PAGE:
New insights into GI manifestations in late-onset Pompe disease: Lessons from the bench and bedside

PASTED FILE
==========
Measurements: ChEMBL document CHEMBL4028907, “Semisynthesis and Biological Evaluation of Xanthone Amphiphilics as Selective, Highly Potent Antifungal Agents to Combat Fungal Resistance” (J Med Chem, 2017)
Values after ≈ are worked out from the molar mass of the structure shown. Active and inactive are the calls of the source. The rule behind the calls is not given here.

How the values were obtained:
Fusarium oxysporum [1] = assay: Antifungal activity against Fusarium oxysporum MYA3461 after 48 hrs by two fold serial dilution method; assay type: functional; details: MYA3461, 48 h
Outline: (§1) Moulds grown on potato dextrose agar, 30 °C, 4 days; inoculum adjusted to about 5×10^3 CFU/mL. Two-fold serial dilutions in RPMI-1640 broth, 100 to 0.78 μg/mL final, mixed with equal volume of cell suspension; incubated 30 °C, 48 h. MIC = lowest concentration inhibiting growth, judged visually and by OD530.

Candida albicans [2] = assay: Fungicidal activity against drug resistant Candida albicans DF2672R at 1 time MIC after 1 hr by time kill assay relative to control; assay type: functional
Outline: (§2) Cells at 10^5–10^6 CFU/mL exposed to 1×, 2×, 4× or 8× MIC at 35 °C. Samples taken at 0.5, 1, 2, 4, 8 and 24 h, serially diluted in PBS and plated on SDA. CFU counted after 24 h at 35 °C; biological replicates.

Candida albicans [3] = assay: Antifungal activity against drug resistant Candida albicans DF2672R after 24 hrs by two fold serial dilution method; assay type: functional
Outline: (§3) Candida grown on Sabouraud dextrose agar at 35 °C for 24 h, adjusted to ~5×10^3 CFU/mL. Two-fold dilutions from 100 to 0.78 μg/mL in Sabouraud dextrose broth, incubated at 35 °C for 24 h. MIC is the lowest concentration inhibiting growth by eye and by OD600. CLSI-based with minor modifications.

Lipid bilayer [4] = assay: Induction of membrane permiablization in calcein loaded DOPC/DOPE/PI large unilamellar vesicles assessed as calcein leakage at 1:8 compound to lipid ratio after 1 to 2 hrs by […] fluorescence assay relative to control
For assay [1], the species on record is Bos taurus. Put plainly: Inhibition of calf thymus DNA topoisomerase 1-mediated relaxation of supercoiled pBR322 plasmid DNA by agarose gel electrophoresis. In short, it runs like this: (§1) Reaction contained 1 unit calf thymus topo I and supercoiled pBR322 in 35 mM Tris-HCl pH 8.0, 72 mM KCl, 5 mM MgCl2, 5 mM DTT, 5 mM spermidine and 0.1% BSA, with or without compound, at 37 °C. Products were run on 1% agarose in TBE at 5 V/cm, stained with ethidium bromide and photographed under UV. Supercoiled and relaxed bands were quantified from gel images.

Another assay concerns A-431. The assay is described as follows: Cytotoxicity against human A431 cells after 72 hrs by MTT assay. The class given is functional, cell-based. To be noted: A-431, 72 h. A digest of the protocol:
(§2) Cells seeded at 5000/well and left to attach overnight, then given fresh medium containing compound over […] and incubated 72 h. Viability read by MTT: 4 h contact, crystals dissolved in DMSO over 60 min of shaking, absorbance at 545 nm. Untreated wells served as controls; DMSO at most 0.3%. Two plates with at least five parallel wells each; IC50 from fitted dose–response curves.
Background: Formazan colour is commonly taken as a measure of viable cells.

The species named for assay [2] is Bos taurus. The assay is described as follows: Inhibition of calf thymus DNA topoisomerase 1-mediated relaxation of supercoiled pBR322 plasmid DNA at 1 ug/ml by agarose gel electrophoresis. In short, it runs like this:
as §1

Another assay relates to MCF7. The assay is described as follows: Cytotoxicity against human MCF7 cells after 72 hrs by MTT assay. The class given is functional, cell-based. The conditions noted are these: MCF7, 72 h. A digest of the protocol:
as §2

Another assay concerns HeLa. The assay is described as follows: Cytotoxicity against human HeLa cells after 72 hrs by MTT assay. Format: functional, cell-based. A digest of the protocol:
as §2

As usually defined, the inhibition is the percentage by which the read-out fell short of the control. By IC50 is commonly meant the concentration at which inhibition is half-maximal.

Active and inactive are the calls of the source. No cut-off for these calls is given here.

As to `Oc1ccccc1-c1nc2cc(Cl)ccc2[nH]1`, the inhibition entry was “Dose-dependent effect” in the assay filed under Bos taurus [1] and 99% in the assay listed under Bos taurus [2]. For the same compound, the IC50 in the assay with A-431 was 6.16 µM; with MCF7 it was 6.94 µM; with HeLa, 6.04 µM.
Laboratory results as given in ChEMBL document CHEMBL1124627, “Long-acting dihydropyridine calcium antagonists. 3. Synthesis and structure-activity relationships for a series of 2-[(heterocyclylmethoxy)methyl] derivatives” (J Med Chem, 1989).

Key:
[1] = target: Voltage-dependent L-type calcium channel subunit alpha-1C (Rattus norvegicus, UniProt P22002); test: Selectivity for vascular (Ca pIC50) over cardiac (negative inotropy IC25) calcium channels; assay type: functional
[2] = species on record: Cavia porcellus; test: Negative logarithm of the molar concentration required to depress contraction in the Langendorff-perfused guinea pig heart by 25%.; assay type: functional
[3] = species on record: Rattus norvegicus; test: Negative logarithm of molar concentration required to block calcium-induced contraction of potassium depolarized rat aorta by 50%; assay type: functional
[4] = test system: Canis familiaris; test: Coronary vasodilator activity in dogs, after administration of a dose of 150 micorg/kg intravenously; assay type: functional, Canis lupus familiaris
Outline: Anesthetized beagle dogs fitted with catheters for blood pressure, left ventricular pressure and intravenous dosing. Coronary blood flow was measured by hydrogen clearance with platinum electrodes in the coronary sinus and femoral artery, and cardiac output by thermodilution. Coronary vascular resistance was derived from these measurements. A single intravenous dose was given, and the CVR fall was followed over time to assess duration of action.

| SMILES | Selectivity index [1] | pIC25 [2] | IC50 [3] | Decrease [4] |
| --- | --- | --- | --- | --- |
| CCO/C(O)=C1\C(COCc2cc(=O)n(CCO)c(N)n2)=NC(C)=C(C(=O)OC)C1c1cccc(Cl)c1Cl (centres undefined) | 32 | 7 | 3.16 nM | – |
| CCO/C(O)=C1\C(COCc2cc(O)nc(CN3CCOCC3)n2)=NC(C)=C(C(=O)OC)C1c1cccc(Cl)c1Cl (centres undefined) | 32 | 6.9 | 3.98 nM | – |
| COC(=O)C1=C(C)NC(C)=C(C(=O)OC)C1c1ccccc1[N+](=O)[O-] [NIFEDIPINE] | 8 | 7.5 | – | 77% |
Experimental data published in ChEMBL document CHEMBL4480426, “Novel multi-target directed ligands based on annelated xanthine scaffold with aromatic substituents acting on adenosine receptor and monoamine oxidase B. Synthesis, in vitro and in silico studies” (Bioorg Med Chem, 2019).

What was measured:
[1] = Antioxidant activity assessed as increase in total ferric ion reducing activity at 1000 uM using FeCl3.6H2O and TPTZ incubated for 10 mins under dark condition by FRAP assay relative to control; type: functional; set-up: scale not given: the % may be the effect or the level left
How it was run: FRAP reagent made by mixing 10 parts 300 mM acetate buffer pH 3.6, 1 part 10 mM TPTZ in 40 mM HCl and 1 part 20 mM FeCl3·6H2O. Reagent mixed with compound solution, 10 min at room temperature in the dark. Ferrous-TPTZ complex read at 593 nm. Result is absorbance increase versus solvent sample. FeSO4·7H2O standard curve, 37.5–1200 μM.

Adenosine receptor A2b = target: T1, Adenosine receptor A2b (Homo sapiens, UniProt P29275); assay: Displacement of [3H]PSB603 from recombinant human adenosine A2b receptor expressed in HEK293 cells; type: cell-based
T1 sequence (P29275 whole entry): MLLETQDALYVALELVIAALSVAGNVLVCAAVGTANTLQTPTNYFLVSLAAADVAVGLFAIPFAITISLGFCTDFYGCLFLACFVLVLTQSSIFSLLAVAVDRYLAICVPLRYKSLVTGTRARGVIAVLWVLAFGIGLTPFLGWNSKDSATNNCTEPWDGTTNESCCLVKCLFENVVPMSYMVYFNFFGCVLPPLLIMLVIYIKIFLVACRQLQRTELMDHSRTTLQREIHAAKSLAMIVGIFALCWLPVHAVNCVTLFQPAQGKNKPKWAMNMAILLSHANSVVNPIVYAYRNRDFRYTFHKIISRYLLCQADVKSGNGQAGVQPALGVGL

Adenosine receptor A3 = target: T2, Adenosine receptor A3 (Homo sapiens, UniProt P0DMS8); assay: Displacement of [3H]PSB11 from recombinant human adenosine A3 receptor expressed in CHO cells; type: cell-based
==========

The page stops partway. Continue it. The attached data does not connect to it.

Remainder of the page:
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There is growing evidence of smooth muscle involvement in Pompe disease with reports of life-threatening basilar artery and ascending aorta aneurysms, difficulties in swallowing and speech, and gastrointestinal (GI) involvement. We studied the histopathology of the GI tract in Pompe mice (GAAKO 6neo/6neo), and impact of enzyme replacement therapy (ERT) with alglucosidase alfa. We evaluated adult patients with late-onset Pompe disease (LOPD) using Patient-Reported Outcomes Measurements Information System - Gastrointestinal (PROMIS-GI) symptom scales, and a GI-focused medical history. Pompe mice showed extensive and progressive glycogen accumulation in the smooth and striated muscles throughout the GI system (from tongue to rectum), and in the Aurbach's plexus, as early as age 3 months. Long-term (6 months) enzyme replacement therapy (ERT; 20 mg/kg biweekly, age at initiation 2 months) was more effective to clear the glycogen accumulation than short-term (5 weeks) ERT (20 mg/kg weekly, age at initiation 3 months) in Pompe mice. We enrolled 58 patients with LOPD (median age: 51.55 ± 15.5 years, range: 18–79 years; 35 females; 53 on ERT, 4 ERT naïve, 1 off ERT for 3 years; median duration of ERT: 5.5 years; range: 2 months-13 years). The PROMIS-GI (cross-sectional) data from 52 patients suggested a high prevalence of gas/bloating (98%), reflux (94%), constipation (84%), diarrhea (72%), belly pain (68%), nausea/vomiting (61%), disrupted swallowing (54%), and bowel incontinence (40%). Onset of GI symptoms ranged from childhood to seventh decade of life. Longitudinal data (n = 19, followed over 16 months) revealed that most patients had either no change or worsening GI symptoms over time, even after ERT initiation. This study sheds light on the significant disease burden caused by GI manifestations. Clinicians should evaluate GI manifestations during routine clinical visits, and use quantitative tools such as PROMIS-GI measures. The study also highlights the need for next generation therapies that target the smooth muscles.






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